CS Table 2/28: What's in a face?

    On February 28, 2017, we’ll be looking at applications of machine learning to judge people by their faces. Faces have the potential to convey much information about a person’s emotion and intent, but extracting that information from a face alone is a difficult task (and arguably impossible or impractical depending on which side of the research you fall on). Computers equipped with machine learning and computer vision algorithms have the capacity to perform these sorts of analyses on faces. What is possible with this sort of technology? Are there any ethical ramifications to consider? Paper copies of the readings are available outside Prof. Curtsinger's office. Computer science table (CS Table) is a weekly meeting of Grinnell College community members (students, faculty, staff, etc.) interested in discussing topics related to computing and computer science. CS Table meets Tuesdays from 12:00-1:00pm in JRC 224B. Contact the CS faculty for the weekly reading. Students on meal plans, faculty, and staff are expected to cover the cost of their meals. Visitors to the College and students not on meal plans can charge their meals to the department.

    CS Table 2/21: Net Neutrality

    During our CS Table on net neutrality, we'll run through the basic principles and history, discuss previous actions to strengthen or erode net neutrality, and think about the consequences of possible upcoming changes from the FCC. As always, we strongly encourage you to complete the readings before the discussion, but you are welcome whether you have read or not.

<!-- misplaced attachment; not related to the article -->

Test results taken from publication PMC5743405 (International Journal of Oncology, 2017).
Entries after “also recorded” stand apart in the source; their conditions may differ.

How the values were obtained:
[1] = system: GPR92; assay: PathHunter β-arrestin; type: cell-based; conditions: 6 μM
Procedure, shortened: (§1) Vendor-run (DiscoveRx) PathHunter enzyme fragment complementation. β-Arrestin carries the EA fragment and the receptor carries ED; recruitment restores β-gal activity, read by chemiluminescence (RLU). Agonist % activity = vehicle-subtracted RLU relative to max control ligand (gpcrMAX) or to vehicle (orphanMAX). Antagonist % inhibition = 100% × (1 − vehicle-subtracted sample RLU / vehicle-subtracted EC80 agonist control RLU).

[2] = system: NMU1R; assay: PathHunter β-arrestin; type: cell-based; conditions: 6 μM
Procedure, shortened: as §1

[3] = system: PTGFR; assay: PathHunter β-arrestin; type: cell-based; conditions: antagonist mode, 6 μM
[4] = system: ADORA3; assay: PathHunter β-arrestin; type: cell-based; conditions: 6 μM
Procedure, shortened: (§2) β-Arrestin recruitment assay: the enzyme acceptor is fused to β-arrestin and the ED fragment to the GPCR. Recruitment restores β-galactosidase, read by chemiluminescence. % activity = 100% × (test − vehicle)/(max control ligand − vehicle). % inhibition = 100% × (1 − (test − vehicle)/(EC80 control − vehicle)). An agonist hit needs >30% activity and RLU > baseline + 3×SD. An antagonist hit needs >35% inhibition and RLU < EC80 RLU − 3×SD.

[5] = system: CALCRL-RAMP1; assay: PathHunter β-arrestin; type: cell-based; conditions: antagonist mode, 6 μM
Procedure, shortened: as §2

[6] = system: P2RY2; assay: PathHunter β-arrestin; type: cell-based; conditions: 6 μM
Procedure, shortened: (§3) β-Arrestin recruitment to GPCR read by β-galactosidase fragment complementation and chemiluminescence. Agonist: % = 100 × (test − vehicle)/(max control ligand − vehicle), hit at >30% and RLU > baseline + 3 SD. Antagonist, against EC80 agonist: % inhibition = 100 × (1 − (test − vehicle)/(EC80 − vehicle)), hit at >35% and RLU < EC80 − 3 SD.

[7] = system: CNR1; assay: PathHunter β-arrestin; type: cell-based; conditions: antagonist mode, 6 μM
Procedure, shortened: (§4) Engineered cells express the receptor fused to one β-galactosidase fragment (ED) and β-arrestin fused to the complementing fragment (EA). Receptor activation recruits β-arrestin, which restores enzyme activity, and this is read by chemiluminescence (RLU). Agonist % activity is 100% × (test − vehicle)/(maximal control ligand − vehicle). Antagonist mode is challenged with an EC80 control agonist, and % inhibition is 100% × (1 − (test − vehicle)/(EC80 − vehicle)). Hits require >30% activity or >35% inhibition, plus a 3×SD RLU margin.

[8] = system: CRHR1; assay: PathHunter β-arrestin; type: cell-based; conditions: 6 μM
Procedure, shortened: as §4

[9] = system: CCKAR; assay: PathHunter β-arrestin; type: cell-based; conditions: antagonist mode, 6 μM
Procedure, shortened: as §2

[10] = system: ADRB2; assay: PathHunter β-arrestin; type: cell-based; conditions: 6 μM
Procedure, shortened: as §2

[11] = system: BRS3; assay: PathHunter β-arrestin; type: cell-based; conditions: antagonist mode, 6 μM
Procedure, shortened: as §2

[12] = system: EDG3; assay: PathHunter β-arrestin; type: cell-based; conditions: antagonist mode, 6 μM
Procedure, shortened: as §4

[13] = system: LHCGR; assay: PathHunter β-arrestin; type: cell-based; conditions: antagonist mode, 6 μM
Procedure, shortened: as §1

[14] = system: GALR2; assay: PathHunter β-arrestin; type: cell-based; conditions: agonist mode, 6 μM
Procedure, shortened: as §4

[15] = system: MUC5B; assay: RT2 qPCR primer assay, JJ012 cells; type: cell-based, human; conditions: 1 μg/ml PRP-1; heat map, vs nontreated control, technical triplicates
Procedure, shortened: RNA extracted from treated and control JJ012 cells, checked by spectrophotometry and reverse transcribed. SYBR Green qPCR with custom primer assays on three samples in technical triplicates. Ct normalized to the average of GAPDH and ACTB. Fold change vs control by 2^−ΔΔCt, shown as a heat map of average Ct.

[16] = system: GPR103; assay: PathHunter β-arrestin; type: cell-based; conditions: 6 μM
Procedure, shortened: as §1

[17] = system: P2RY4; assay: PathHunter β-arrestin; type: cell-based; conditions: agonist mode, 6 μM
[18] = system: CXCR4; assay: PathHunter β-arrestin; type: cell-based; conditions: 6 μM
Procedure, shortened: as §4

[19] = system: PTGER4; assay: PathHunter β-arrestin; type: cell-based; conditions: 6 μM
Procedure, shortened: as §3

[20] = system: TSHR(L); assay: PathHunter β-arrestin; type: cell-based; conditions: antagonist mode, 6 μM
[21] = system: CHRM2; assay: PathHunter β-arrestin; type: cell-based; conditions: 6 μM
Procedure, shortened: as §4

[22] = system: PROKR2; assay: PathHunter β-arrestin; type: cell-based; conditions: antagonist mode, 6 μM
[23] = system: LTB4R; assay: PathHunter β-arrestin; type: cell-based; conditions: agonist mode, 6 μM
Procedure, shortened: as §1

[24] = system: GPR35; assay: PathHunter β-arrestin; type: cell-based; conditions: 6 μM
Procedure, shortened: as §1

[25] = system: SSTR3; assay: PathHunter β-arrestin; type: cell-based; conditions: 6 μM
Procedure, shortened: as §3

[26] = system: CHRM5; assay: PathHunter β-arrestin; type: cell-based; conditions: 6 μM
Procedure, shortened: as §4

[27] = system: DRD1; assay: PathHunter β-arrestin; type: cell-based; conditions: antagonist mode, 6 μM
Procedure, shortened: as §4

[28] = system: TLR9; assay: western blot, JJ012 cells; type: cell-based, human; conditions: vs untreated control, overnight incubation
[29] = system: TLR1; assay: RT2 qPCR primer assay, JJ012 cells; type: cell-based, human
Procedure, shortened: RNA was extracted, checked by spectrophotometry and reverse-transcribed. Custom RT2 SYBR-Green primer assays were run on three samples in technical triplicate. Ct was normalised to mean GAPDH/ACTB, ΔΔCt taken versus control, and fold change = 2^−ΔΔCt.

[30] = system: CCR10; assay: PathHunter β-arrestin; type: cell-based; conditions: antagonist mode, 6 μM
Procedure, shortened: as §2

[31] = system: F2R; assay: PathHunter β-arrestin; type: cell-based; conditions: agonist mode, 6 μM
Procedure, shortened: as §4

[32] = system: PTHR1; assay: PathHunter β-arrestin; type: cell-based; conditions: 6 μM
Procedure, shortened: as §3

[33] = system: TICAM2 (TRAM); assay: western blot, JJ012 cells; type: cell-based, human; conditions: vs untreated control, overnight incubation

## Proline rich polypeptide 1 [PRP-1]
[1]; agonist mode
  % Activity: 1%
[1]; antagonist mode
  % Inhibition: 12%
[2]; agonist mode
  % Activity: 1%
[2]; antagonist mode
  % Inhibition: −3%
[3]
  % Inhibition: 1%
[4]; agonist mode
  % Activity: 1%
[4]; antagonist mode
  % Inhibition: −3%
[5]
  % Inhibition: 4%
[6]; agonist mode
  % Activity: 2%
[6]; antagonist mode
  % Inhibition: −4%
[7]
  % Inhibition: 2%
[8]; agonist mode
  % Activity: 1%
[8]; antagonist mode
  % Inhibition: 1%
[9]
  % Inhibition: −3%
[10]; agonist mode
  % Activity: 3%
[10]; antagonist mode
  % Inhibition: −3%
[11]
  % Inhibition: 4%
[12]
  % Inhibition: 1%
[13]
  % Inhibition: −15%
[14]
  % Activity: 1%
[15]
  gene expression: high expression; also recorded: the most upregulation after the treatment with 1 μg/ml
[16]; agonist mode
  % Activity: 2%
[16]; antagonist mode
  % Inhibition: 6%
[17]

1. Net Neutrality: A Guide to (and History of) a Contested Idea. Alexis C. Madrigal and Adrienne LaFrance. The Atlantic. April 25, 2015.
    2. Net Neutrality Foe to Head the FCC. Larry Greenmeier. Scientific American. January 30, 2017.
    3. What Happens If Net Neutrality Goes Away? Mike Orcutt. MIT Technology Review. January 20, 3017.

    Computer science table (CS Table) is a weekly meeting of Grinnell College community members (students, faculty, staff, etc.) interested in discussing topics related to computing and computer science. CS Table meets Tuesdays from 12:00-1:00pm in JRC 224B. Contact the CS faculty for the weekly reading. Students on meal plans, faculty, and staff are expected to cover the cost of their meals. Visitors to the College and students not on meal plans can charge their meals to the department.

    CS Table 2/14: On Technology, Slots, and Whales

    This week in CS Table, we’ll be examining the use of technology in the gambling industry to create games that everyone can enjoy (perhaps a little bit too much…)! Modern-day slot machines are a beautiful combination of technology, psychology, and data science that power a $150 billion industry. And more recently, the video game industry is looking towards them to understand how to power experiences that are not “gambling” at first glance, but are heavily inspired by it. We’ll discuss what goes into a modern-day gambling experience as well as its ethics.
    1. Brendan I. Koerner. How one man hacked his way into the slot-machine industry. Wired.com. July 15, 2011.
    2. Andrew Thompson. Engineerings of addiction: slot machines perfected addictive gambling. Now, tech wants their tricks. Theverge.com.
    3. Robert Rath. Why cops are raiding arcades over a fishing game. Vice.com. November 23, 2016.
    4. Mike Rose. Chasing the whale: examining the ethics of free-to-play. Gamesutra.com. 2013.
    5. Finally, here’s an extra fun “reading” video: an example of a modern day Japanese pachinko machine (warning, NSFW Aussie language).
    Computer science table (CS Table) is a weekly meeting of Grinnell College community members (students, faculty, staff, etc.) interested in discussing topics related to computing and computer science. CS Table meets Tuesdays from 12:00-1:00pm in JRC 224B. Contact the CS faculty for the weekly reading. Students on meal plans, faculty, and staff are expected to cover the cost of their meals. Visitors to the College and students not on meal plans can charge their meals to the department.